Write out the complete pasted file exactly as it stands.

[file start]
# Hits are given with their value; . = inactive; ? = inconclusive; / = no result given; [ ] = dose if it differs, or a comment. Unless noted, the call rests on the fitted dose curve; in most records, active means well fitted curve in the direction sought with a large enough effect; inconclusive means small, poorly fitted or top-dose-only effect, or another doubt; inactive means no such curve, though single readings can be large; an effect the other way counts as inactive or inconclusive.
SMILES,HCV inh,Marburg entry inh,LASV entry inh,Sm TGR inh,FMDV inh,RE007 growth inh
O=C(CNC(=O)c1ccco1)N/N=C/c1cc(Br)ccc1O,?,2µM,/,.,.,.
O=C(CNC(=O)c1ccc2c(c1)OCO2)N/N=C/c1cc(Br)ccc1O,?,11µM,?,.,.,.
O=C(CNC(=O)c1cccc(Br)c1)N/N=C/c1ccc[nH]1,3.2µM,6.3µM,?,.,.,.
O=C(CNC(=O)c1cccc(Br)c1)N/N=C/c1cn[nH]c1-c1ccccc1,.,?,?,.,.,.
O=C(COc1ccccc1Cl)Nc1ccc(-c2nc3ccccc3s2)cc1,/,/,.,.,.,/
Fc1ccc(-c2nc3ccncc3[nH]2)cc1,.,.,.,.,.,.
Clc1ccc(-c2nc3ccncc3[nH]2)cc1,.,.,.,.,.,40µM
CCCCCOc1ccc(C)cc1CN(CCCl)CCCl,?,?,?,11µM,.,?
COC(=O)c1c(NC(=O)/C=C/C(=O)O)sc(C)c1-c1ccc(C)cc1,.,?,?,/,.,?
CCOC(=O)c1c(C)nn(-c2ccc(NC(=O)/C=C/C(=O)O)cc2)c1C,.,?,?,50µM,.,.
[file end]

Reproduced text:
# Hits are given with their value; . = inactive; ? = inconclusive; / = no result given; [ ] = dose if it differs, or a comment. Unless noted, the call rests on the fitted dose curve; in most records, active means well fitted curve in the direction sought with a large enough effect; inconclusive means small, poorly fitted or top-dose-only effect, or another doubt; inactive means no such curve, though single readings can be large; an effect the other way counts as inactive or inconclusive.
SMILES,HCV inh,Marburg entry inh,LASV entry inh,Sm TGR inh,FMDV inh,RE007 growth inh
O=C(CNC(=O)c1ccco1)N/N=C/c1cc(Br)ccc1O,?,2µM,/,.,.,.
O=C(CNC(=O)c1ccc2c(c1)OCO2)N/N=C/c1cc(Br)ccc1O,?,11µM,?,.,.,.
O=C(CNC(=O)c1cccc(Br)c1)N/N=C/c1ccc[nH]1,3.2µM,6.3µM,?,.,.,.
O=C(CNC(=O)c1cccc(Br)c1)N/N=C/c1cn[nH]c1-c1ccccc1,.,?,?,.,.,.
O=C(COc1ccccc1Cl)Nc1ccc(-c2nc3ccccc3s2)cc1,/,/,.,.,.,/
Fc1ccc(-c2nc3ccncc3[nH]2)cc1,.,.,.,.,.,.
Clc1ccc(-c2nc3ccncc3[nH]2)cc1,.,.,.,.,.,40µM
CCCCCOc1ccc(C)cc1CN(CCCl)CCCl,?,?,?,11µM,.,?
COC(=O)c1c(NC(=O)/C=C/C(=O)O)sc(C)c1-c1ccc(C)cc1,.,?,?,/,.,?
CCOC(=O)c1c(C)nn(-c2ccc(NC(=O)/C=C/C(=O)O)cc2)c1C,.,?,?,50µM,.,.